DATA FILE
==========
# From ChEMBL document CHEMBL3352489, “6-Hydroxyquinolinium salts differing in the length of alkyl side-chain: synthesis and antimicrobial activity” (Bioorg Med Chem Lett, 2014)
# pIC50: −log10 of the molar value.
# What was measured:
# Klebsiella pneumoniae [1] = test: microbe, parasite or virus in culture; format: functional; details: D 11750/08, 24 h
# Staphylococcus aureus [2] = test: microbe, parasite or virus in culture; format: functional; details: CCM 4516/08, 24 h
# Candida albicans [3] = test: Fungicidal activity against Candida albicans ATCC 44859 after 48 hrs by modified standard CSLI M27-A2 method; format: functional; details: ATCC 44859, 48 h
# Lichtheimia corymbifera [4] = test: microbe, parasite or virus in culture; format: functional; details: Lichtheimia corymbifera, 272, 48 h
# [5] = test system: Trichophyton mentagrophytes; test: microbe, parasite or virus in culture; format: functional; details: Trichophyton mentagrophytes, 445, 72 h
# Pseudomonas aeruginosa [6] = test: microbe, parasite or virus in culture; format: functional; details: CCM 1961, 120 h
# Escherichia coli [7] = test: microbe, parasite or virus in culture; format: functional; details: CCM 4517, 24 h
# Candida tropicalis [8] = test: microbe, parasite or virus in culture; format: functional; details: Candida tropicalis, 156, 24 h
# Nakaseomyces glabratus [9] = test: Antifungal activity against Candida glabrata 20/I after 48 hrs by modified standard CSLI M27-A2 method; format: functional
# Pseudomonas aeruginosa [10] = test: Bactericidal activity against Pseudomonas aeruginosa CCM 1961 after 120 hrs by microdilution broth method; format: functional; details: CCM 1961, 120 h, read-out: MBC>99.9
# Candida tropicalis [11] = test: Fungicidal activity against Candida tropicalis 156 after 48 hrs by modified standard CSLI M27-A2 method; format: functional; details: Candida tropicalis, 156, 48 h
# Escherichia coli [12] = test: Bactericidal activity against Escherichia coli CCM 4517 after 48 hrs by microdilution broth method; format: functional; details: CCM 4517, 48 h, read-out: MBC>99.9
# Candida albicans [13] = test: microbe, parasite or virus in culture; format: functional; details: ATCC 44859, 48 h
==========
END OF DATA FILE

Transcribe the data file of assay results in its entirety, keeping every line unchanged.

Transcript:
# From ChEMBL document CHEMBL3352489, “6-Hydroxyquinolinium salts differing in the length of alkyl side-chain: synthesis and antimicrobial activity” (Bioorg Med Chem Lett, 2014)
# pIC50: −log10 of the molar value.
# What was measured:
# Klebsiella pneumoniae [1] = test: microbe, parasite or virus in culture; format: functional; details: D 11750/08, 24 h
# Staphylococcus aureus [2] = test: microbe, parasite or virus in culture; format: functional; details: CCM 4516/08, 24 h
# Candida albicans [3] = test: Fungicidal activity against Candida albicans ATCC 44859 after 48 hrs by modified standard CSLI M27-A2 method; format: functional; details: ATCC 44859, 48 h
# Lichtheimia corymbifera [4] = test: microbe, parasite or virus in culture; format: functional; details: Lichtheimia corymbifera, 272, 48 h
# [5] = test system: Trichophyton mentagrophytes; test: microbe, parasite or virus in culture; format: functional; details: Trichophyton mentagrophytes, 445, 72 h
# Pseudomonas aeruginosa [6] = test: microbe, parasite or virus in culture; format: functional; details: CCM 1961, 120 h
# Escherichia coli [7] = test: microbe, parasite or virus in culture; format: functional; details: CCM 4517, 24 h
# Candida tropicalis [8] = test: microbe, parasite or virus in culture; format: functional; details: Candida tropicalis, 156, 24 h
# Nakaseomyces glabratus [9] = test: Antifungal activity against Candida glabrata 20/I after 48 hrs by modified standard CSLI M27-A2 method; format: functional
# Pseudomonas aeruginosa [10] = test: Bactericidal activity against Pseudomonas aeruginosa CCM 1961 after 120 hrs by microdilution broth method; format: functional; details: CCM 1961, 120 h, read-out: MBC>99.9
# Candida tropicalis [11] = test: Fungicidal activity against Candida tropicalis 156 after 48 hrs by modified standard CSLI M27-A2 method; format: functional; details: Candida tropicalis, 156, 48 h
# Escherichia coli [12] = test: Bactericidal activity against Escherichia coli CCM 4517 after 48 hrs by microdilution broth method; format: functional; details: CCM 4517, 48 h, read-out: MBC>99.9
# Candida albicans [13] = test: microbe, parasite or virus in culture; format: functional; details: ATCC 44859, 48 h